Now, let’s make one business start to run a profit. This can happen from another agent running a deficit (a business operating at a loss, a household running down its cash endowment, or a deficit from the government or the RoW). But how can profit appear without anyone else running a deficit – or more generally – how can you make a profit without relying on the rest of the economy, in aggregate, running a deficit towards you?

    The answer lies in balance sheets. All it takes for a firm to run a profit is for the firm itself to capitalise some of its expenditure, eg as inventory, IP, plant or equipment. The recognition that some expenditure in the current accounting period may support income in future periods – or capitalisation – is surely the ultimate, and simplest, explanation of profit.

    This insight – which, although trivial, I have never seen articulated elsewhere – doesn’t strike me as having any negative implications for Keynes’ work.

    Anders

  24. 24 Egmont Kakarot-Handtke October 23, 2015 at 4:32 am

    ICYMI (comment on Anders, Oct 23)

    Indeed, you ask the pivotal question: “I’m still unclear how you repudiate the basic “income=expenditure” identity. Within an accounting period, if aggregate income isn’t equal to expenditure, where does the surplus (deficit) go (come from)?”

    The shortest possible and graphics supported answer has been given in the 3 page working paper ‘Debunking Squared’
    http://papers.ssrn.com/sol3/papers.cfm?abstract_id=2357902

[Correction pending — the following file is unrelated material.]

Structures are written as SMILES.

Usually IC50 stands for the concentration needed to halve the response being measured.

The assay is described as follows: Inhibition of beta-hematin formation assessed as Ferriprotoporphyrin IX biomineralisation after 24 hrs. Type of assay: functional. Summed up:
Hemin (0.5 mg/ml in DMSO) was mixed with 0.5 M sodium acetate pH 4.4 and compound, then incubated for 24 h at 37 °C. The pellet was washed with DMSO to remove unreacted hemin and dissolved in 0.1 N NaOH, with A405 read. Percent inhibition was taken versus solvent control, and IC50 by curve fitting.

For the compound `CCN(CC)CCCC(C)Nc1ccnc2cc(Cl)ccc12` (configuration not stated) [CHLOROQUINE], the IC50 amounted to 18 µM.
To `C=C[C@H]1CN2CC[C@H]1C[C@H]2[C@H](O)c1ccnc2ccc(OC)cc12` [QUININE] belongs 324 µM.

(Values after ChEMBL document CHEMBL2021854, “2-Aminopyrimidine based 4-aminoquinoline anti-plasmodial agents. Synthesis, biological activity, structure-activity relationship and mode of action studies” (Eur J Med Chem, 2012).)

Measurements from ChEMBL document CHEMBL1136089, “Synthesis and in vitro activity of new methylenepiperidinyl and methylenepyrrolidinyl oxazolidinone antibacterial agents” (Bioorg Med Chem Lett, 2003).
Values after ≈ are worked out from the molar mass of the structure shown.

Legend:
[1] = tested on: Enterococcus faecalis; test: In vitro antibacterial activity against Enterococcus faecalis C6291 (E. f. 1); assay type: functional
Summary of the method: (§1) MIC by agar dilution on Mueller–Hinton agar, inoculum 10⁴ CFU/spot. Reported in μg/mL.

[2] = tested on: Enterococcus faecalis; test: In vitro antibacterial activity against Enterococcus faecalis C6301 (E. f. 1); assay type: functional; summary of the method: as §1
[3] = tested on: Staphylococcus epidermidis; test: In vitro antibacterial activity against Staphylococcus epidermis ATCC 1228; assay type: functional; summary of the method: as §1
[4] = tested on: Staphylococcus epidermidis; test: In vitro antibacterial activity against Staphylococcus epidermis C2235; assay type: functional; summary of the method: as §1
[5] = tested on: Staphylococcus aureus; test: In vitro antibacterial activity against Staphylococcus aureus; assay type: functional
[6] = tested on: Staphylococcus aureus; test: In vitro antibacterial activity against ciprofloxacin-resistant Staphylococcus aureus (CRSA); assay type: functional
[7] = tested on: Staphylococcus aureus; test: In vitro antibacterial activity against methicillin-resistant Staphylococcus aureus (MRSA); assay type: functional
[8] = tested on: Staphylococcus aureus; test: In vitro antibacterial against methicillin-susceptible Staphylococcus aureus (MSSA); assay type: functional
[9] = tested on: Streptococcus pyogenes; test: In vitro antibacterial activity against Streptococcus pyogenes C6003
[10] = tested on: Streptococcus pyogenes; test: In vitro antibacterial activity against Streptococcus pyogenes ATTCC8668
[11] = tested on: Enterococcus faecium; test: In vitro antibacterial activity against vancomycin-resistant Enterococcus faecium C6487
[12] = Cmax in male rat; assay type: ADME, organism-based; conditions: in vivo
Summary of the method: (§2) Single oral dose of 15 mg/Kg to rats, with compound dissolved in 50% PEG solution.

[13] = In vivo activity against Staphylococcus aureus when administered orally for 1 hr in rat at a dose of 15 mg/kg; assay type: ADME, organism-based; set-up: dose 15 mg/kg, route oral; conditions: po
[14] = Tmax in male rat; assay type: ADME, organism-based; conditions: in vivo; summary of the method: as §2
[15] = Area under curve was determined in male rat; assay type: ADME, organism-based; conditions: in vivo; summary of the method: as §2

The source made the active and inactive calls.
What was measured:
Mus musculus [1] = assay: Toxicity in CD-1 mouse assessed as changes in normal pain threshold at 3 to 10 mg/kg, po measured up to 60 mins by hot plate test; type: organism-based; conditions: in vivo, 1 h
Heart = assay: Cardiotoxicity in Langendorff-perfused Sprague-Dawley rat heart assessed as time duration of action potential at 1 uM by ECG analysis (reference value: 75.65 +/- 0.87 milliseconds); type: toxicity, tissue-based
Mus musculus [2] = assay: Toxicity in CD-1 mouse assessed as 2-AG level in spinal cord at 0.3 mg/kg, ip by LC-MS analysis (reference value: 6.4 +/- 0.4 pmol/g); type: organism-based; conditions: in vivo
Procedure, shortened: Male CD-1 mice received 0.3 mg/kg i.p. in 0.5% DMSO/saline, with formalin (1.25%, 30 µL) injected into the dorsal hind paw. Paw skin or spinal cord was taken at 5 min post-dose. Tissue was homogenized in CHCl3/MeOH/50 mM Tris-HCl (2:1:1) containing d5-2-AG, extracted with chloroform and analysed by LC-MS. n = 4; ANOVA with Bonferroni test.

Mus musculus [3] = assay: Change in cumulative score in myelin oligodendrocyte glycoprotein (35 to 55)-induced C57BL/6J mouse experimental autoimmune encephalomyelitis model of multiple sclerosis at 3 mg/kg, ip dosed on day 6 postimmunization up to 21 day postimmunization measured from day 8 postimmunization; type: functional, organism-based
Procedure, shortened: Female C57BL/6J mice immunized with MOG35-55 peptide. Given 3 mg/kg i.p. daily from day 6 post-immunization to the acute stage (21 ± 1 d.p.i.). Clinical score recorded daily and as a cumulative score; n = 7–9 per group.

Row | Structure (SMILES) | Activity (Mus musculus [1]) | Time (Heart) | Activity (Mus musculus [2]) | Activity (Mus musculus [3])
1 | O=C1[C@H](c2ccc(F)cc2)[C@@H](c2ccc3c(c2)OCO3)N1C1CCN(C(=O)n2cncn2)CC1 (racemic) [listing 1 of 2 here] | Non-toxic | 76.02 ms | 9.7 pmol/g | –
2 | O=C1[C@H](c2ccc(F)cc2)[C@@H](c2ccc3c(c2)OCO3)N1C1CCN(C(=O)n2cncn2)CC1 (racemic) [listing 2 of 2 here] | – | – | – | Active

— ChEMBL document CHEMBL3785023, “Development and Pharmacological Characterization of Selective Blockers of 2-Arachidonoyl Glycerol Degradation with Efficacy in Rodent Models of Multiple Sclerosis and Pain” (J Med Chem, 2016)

The complete answer with the consistent inclusion of money has been derived in ‘The Emergence of Profit and Interest in the Monetary Circuit’
    http://papers.ssrn.com/sol3/papers.cfm?abstract_id=1973952

    In sum: Neither Classicals, nor Walrasians, nor Marshallians, nor Marxians, nor Keynesians, nor Institutionialists, nor Monetary Economists, nor MMTers, nor Austrians, nor Sraffaians, nor Evolutionists, nor Game theorists, nor EconoPhysicists, nor RBCers, nor New Keynesians, nor New Classicals ever came to grips with profit. Hence, they fail to capture the essence of the market economy.

  25. 25 Anders October 23, 2015 at 10:35 am

    Egmont – I have set out an argument for why profit does not constitute a problem for standard economics (even if it isn’t typically analysed in this way). If you would like to engage with it, I’d be glad to hear your views of where I have gone wrong.

    I have tried to follow the thread of your papers but I’m afraid I am unable to.

    Anders

  26. 26 Egmont Kakarot-Handtke October 23, 2015 at 5:17 pm

    ICYMI (comment on Anders, Oct 23)

    The formally correct accounting relationship is given here:

    Ignore for simplicity distributed/retained profit, i.e. Yd=0. Then the equation says: monetary profit Qm is equal to the difference between investment I and monetary saving Sm. All variables are measurable with a precision of two decimals and one will ALWAYS find that the business sector’s investment expenditures are different from the household sector’s saving/dissaving in a period of given length and that profit/loss for the business sector as a whole is different from zero.